During long periods when markets remain calm, many retail investors are lulled by the slow and steady upward movement in the value of their portfolios. These are the times when the adage, “time in the market, not market timing, determines performance”, that seems to ring true. However, when volatility rises, often these same investors turn away from “buy-and-hold” and become interested in market timing.
Market timing is simply the strategy of making investing decisions by trying to predict future market price movements. So, for example, in anticipation of a steep market drop, an investor might sell risk assets, such as equities, and raise cash. Attempting to sell assets when prices are high and buy them when prices are low is the basis of market timing.
Unfortunately, most investors discover that market timing is a difficult and unreliable way to build wealth. Even professional investors cannot predict market outcomes consistently. Further, market timers need to be right twice: once when making the decision to sell (and at what price), and again when to buy (and at what price). This increases the probability of errors. Because of this, many investors find it difficult to re-enter the market and deploy their cash and this causes them to miss strong rallies. Paradoxically, investors tend to be more optimistic and likely buy on up days because of FOMO (Fear of Missing Out) and sell on down days due to panic. This is not a recipe for long term financial success.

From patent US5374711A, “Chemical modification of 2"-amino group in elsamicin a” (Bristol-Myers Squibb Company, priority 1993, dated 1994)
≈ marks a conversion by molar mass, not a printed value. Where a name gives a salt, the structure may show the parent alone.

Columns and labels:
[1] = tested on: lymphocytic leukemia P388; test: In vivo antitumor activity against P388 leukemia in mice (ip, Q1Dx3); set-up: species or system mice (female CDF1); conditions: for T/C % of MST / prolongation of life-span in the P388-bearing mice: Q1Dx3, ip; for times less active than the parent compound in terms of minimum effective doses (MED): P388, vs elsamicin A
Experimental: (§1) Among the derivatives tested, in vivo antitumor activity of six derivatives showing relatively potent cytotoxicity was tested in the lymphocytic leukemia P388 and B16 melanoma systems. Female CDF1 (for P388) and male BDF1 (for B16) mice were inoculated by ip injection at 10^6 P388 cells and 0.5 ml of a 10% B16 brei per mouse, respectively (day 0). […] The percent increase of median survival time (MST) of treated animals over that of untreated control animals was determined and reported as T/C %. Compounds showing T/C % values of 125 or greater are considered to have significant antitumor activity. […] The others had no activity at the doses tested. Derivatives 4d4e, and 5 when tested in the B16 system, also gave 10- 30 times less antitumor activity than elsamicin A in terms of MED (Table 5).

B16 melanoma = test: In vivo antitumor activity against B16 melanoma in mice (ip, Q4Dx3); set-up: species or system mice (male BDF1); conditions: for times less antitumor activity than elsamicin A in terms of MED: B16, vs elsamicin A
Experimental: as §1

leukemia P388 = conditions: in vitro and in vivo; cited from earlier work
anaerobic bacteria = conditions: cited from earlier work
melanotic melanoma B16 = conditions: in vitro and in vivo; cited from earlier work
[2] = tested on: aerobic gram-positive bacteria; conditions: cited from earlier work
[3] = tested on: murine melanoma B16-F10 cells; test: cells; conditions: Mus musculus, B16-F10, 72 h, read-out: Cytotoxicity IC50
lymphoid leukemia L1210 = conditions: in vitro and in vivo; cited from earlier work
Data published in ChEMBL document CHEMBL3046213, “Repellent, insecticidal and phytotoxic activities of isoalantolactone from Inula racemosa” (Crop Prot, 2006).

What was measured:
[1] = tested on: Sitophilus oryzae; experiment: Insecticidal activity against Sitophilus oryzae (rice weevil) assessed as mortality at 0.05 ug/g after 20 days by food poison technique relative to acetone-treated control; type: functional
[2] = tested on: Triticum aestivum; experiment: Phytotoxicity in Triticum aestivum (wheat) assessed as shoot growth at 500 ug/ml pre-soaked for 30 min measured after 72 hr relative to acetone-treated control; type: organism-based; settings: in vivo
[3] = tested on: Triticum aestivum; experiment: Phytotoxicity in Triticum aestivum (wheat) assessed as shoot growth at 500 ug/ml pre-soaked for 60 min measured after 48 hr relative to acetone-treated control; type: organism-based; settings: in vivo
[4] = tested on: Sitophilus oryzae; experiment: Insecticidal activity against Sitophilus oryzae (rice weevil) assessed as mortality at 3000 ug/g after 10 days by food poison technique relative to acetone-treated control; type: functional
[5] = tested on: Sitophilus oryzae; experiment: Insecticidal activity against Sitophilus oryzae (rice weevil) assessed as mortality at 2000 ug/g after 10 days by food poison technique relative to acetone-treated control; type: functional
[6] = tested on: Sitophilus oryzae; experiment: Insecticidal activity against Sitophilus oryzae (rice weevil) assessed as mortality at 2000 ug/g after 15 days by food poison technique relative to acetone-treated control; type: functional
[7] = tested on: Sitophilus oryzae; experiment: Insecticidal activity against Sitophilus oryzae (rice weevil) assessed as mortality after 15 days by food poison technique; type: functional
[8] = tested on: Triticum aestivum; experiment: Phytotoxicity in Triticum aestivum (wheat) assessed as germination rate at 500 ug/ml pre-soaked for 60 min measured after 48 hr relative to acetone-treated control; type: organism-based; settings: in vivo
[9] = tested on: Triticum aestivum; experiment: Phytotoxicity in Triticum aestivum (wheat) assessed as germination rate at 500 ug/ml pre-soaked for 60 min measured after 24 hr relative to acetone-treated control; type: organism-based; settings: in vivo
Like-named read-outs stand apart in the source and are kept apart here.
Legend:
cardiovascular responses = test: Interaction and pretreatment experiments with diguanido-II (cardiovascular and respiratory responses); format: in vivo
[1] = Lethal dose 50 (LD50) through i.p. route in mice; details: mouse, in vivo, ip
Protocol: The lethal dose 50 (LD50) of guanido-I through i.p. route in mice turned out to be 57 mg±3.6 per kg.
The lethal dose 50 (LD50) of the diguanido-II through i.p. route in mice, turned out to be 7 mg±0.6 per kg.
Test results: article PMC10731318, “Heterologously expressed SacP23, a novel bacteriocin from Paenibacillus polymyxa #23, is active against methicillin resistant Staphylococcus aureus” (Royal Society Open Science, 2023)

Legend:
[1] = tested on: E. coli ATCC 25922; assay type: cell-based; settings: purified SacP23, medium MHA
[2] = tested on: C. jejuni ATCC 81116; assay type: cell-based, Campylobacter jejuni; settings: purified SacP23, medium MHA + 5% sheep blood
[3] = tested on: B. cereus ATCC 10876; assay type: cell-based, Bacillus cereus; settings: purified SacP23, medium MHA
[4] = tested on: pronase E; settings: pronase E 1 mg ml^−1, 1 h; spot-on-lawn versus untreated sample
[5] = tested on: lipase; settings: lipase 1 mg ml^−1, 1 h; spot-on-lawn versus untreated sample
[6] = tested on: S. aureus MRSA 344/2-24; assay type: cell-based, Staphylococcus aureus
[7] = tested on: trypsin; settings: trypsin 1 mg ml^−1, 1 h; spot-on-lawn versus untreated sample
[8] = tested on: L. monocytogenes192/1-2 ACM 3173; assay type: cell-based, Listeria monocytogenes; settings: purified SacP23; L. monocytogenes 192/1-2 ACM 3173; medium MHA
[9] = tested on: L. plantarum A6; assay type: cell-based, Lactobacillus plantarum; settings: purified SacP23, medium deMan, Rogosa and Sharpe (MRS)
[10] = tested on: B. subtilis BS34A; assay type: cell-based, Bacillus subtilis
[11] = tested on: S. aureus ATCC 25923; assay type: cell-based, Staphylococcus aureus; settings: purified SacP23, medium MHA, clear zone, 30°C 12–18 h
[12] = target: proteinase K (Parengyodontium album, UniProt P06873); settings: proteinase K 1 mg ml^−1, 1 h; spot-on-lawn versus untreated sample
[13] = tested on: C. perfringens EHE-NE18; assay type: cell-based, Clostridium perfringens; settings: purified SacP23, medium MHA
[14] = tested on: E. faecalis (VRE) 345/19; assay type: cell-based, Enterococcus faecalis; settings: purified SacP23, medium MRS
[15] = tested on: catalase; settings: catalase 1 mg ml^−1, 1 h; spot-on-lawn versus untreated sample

A better alternative to timing the markets, is taming the markets. A “taming the markets” strategy does not seek to call a market top or bottom, rather it is designed to smooth out periods of extreme market volatility; both excessive losses and gains are tamped. Downward swings can be fast and furious. While the average equity market correction is about 13%, markets have also declined 35% to 55% in recent history, sometimes in a matter of weeks to months. Sitting on the sidelines has also been costly. According to a study by Merrill Edge, a $1,000 in a S&P 500 Index fund from 2009 until 2018 would be worth $3,530; however, missing the 20 best-performing days would reduce the value to $958.
This is why taming the markets is the preferable strategy; it generates gains without the emotional toll that comes with sharp market drops. At ETF Capital Management, when we see the downside risks greater than the upside potential, we tactically shift our portfolios with option strategies to dampen market volatility. Sometimes this means we give up some upside in return for insurance against the downside. But when markets sell off and value develops again, we take off these protective hedges and pivot toward prudent risk. Taming the markets, allows us stay invested over the entire market cycle with our option strategies generating yield along the way.